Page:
RM & Marketing

As hospitality companies rebuild their teams, they’re leaning on leaders who are well-versed in using data to convert more travelers at various points along their booking journey.

AUTHOR: Tim Kolman

As hospitality companies balance a prolonged recovery with the current labor shortage, they’re rebuilding teams with extreme caution. Team members at both the property and corporate levels continue to wear multiple hats and take on more tasks outside of their core responsibilities. Meanwhile, the reset has given owners and operators a chance to rethink how they structure their organizations, and many are choosing a more centralized and collaborative approach.

The downturn, therefore, could provide two silver linings: 

  • Revenue, Marketing and Sales departments are more aligned on objectives and performance measurements than ever before, which means they’re sharing data that will ultimately drive revenue and lead to better guest experiences.
  • Operators are increasingly turning to technology to reduce labor hours by automating manual processes previously performed by a human. At the same time, these digital tools provide new resources that Revenue, Marketing and Sales teams can leverage to attract and convert demand.

When Revenue and Marketing departments, specifically, are aligned and collaborating, hotels can be confident they are targeting the right guest on the right channel with the right offer. And they can begin putting the building blocks in place for a more personalized guest experience from the start of their search all the way through checkout. A well-integrated RMS and CRM provides even deeper guest segmentation, allowing operators to build tailored offers that drive the most revenue while improving the guest experience.

A Fresh Look at Your Org Chart

As hospitality leaders rebuild their teams, they’re looking for different types of talent – individuals who are more versed in both revenue management and marketing. It’s important that team members can read and analyze the numbers as well as action them – use them to tweak the distribution strategy, create enticing packages, target new segments of travelers, etc.

With canceled meetings and the continued lag of group business recovery, even the role of the Sales Director has evolved, and he or she now must be knowledgeable in other areas, including marketing and revenue. More and more companies are appointing a Chief Commercial Officer or Chief Revenue Officer that oversees the three-legged stool of driving revenue: Sales, Marketing and Revenue Management. Perhaps a new structure will mean more long-term collaboration and can prevent operators from falling back into old habits of working independently.

Since they’re likely working from home most of the time, how are your teams communicating? Now that we’re in the midst of such a volatile environment, perhaps the concept of the weekly revenue calls has run its course and instead we need a more real-time, collaborative process. 

Data Drives Revenue

Hotel operators have more data about their business and their guests than ever before, so if you’re still making pricing, marketing or distribution decisions from the gut, it’s time to re-examine your strategy.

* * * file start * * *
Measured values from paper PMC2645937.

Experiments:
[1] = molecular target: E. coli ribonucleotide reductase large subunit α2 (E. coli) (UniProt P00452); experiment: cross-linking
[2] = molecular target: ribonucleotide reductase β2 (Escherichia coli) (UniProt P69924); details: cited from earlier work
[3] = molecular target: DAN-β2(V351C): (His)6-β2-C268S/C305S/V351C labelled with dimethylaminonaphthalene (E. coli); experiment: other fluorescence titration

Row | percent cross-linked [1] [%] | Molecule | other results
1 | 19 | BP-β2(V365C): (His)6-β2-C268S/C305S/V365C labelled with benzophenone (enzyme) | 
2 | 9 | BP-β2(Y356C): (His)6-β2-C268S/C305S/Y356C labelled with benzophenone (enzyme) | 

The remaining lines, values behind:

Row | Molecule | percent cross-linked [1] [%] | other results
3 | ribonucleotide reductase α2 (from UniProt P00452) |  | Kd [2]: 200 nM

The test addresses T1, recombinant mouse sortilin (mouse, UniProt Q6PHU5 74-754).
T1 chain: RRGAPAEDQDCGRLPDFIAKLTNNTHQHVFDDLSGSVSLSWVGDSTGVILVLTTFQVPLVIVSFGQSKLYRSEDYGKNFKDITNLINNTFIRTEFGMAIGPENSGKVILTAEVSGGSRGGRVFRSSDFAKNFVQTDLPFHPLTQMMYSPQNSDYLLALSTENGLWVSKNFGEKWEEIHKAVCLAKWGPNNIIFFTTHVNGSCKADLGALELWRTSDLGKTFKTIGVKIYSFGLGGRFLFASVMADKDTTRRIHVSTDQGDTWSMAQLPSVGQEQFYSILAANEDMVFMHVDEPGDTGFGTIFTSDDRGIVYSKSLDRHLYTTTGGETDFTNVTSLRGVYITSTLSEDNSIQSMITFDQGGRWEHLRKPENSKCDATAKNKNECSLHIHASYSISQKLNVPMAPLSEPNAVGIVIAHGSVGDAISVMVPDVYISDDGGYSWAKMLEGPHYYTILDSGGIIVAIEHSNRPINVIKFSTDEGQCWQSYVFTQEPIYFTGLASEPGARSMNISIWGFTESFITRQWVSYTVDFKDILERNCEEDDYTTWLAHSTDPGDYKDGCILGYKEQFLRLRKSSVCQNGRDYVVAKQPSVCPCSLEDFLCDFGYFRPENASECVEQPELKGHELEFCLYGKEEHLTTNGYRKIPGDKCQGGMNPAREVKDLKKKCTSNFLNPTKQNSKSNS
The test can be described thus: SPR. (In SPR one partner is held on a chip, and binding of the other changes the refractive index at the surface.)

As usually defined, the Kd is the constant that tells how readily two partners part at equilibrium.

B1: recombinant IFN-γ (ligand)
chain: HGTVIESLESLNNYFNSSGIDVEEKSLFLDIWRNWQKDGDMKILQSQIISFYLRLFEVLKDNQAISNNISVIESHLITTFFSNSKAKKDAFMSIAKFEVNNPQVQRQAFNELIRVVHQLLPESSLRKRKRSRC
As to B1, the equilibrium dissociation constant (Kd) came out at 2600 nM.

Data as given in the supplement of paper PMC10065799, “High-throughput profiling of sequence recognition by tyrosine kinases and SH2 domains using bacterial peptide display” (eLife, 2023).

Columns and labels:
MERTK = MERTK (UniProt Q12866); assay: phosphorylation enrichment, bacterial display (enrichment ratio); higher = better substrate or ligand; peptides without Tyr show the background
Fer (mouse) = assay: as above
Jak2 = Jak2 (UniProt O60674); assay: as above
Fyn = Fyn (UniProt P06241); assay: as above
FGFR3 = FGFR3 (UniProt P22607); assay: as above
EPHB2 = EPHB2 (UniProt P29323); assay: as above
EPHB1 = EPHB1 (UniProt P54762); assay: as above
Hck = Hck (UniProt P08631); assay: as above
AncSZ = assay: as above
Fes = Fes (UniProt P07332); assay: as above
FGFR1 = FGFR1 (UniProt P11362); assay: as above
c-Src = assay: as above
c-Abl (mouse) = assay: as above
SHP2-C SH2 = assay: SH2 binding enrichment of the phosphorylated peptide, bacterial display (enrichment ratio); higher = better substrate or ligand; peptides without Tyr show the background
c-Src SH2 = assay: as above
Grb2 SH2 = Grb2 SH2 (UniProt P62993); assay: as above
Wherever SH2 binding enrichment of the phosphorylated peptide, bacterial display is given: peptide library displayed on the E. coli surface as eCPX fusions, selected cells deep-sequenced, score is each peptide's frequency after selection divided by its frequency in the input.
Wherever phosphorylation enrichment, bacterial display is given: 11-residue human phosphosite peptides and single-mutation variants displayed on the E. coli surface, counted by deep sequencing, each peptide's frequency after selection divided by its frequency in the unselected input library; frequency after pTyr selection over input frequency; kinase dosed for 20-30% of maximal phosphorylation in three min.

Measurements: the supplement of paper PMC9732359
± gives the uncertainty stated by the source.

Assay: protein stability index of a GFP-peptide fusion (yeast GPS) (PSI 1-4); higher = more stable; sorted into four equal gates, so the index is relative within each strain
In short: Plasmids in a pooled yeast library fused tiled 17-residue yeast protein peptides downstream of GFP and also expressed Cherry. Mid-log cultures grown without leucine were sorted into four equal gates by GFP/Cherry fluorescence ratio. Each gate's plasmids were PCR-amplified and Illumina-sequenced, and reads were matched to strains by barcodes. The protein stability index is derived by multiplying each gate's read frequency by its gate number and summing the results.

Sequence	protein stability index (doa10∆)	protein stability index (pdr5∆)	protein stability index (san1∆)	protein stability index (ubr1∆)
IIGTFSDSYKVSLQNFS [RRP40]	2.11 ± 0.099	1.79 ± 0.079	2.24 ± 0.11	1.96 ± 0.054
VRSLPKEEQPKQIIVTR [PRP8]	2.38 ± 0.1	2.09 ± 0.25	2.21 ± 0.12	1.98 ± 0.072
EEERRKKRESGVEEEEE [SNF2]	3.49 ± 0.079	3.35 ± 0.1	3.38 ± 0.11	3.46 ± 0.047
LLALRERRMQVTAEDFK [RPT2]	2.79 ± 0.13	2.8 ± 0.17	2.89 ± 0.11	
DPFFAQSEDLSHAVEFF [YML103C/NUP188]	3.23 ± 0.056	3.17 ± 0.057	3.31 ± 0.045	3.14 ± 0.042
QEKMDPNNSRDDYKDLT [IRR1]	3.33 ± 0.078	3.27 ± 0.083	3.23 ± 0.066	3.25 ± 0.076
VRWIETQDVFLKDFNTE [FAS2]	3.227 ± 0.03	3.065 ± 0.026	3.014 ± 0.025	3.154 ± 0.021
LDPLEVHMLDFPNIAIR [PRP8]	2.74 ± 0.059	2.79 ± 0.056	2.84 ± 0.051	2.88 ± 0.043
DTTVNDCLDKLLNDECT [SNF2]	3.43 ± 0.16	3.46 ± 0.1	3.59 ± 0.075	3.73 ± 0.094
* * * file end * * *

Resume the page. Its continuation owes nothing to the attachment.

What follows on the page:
Data analysis is where revenue and marketing leaders can put their heads together to ensure their strategies are geared toward maximum profitability. One example is the way we monitor and position ourselves against our competitive set today. While the revenue team cares deeply about their position in the comp set, Marketing is typically more focused on awareness, branding and driving bookings.

Now that there’s more data available, Revenue and Marketing teams can dive deeper into how their promotions fare, and they can follow the guest further along their guest journey. Now, tactics like remarketing list search ads  allow teams to follow the guest along their booking process and even shift business from competitors. 

Folding your digital marketing strategy into your revenue strategy will help you better understand who your real competitors are and ultimately be more competitive in your market.

Fresh Digital Marketing Strategies

With Group and International travel coming back slowly, hoteliers remain focused on leisure business. Meanwhile, leisure travelers are traditionally more price sensitive, and they’re confident deals can be found in today’s environment.

When running search ads, focus on your local market by using location targeting. If you have a location-based promotional strategy, such as a local residents rate, location targeting by city or state is a great way to drive incremental new business to your property. When the ad points to a special offer, you have a better chance of bringing that traveler into the booking process, resulting in more direct bookings.

Hotels today are also facing increased competition from short-term rental properties, especially in heavily leisure destinations. Today’s traveler is not only looking for lodging, they’re looking for experiences. Therefore, it’s more important than ever that hotel commercial teams provide the right overall product – the preferred room, amenities, and experiences – for each and every guest. We should shift our thinking to providing the right product first, and the right price becomes secondary.

Teamwork Makes the Dream Work

As you observe the benefits of more closely aligned Revenue and Marketing teams, ensure you are providing the tools and resources for this newfound collaboration to become a staple of your operations. Setting shared goals, analyzing common data sets, and encouraging real-time collaboration over weekly meetings will set your business up for long term success.

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